Parents' Guide to

Boss Level

By Jeffrey M. Anderson, Common Sense Media Reviewer

age 16+

Action/sci-fi time-loop tale is fun but excessively violent.

Movie NR 2021 95 minutes
Boss Level Poster Image

A Lot or a Little?

What you will—and won't—find in this movie.

Community Reviews

age 12+

Based on 2 parent reviews

age 9+

Totally awesome

I think this movie was super fantastic the head action sci-fi
age 15+

My review of Boss Level

This is definitely not a movie for kids under 15 due to its language and violence. I didn't spot a bit of nudity which was a VERY welcome surprise! The main character is living in a time loop where he's being killed over and over with no knowledge of why. I enjoyed it a lot but if you can't tolerate a liberal dosing of F-bombs, explosions, gunshots, and heads being chopped off, it won't be for you.

Is It Any Good?

Our review:
Parents say (2 ):
Kids say (5 ):

Yes, it's another time-loop movie, but this cheerfully relentless action flick comes out fighting and keeps up the pace, with pauses for a few clever ideas and some genuinely touching moments. Directed by Joe Carnahan, Boss Level proves once again that you can borrow the Groundhog Day idea and, like Edge of Tomorrow, Happy Death Day, and Palm Springs, still add something new to it. In keeping poor Roy off-balance for the first chunk of the movie, the movie establishes a careening momentum that's positively energizing. Roy gets more sympathetic as we realize that, after some 140 days, he's given up; his main goal is to make it to the bar and drink until he's killed.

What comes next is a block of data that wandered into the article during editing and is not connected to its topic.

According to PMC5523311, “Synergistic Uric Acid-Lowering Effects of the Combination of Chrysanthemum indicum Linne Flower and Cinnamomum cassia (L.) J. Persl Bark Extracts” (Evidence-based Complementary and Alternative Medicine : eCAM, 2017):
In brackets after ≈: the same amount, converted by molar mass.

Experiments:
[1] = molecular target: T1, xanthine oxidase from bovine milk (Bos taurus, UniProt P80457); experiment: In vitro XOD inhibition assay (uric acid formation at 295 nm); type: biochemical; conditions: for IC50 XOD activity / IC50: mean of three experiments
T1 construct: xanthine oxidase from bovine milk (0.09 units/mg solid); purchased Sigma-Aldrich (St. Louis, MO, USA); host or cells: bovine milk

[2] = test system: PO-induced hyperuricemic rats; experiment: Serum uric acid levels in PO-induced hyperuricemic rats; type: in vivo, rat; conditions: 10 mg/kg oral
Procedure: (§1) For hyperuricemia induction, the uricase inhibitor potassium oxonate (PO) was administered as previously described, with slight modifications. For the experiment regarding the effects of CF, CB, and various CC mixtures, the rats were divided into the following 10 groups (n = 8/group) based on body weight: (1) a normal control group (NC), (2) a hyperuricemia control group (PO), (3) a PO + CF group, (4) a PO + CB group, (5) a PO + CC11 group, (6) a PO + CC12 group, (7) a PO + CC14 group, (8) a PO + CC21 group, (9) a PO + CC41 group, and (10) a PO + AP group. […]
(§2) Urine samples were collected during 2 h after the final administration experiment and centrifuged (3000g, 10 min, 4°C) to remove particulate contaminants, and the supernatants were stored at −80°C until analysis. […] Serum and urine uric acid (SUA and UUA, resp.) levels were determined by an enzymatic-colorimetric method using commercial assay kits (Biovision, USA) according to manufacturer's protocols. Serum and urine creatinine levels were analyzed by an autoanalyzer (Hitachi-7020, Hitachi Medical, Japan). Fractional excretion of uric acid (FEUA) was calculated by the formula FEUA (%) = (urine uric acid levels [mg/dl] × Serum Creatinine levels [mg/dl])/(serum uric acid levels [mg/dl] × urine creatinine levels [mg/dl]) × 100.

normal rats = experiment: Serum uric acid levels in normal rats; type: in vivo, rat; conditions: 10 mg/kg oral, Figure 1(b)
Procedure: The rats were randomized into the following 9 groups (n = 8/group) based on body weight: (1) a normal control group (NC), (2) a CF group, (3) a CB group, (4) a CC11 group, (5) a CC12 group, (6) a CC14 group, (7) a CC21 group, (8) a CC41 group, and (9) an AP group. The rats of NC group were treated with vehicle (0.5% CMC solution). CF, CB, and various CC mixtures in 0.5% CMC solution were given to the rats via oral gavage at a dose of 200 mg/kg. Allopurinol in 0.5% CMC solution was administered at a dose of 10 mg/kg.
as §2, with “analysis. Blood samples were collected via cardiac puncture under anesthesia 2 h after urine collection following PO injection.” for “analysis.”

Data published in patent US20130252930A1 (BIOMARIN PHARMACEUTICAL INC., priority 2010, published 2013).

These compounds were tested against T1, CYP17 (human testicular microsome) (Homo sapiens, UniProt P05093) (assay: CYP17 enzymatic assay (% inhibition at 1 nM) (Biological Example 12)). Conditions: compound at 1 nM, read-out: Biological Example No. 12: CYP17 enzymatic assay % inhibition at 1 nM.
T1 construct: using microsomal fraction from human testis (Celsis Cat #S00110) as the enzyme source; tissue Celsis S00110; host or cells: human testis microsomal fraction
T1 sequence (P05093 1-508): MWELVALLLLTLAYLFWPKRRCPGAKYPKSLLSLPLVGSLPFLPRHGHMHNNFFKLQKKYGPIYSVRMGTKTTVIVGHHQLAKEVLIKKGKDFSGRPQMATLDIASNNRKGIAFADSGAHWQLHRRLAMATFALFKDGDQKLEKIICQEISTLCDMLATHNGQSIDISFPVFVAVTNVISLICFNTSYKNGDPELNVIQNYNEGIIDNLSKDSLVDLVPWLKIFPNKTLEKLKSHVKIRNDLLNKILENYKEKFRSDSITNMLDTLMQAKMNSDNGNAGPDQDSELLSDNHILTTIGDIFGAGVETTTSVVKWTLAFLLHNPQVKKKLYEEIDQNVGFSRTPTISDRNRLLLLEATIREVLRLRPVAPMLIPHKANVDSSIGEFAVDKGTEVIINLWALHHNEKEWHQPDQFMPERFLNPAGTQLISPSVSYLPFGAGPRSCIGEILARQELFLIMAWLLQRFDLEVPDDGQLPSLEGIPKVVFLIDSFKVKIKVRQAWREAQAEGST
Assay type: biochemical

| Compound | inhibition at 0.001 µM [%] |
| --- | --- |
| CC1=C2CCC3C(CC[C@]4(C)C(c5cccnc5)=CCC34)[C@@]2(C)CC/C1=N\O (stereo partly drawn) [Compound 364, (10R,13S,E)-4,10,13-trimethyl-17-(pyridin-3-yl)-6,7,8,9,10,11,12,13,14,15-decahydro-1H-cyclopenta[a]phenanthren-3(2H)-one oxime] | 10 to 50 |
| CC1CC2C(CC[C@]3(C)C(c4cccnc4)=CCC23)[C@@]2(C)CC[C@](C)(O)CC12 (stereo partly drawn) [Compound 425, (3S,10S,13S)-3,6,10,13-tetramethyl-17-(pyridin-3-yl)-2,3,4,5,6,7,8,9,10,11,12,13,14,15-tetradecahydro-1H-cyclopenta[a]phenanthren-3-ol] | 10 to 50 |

But hope comes in many forms. Roy running into his son (played by Grillo's real-life son, Rio), discovering the connection to Jemma, taking sword-fighting lessons, finding a tracking device, and using trial-and-error to learn and adapt all become touching, exhilarating checkpoints. Dreamed up by Chris and Eddie Borey, the story of Boss Level is thick and complex, with many events happening in many places, but Carnahan -- who's at his career best here -- keeps everything nicely balanced and beautifully paced. The main flaw is that there's so much going on that the ending ends up feeling a little unfinished. But Grillo, who finally has a solid breakout role here, gives a final little wink that makes it all seem OK.

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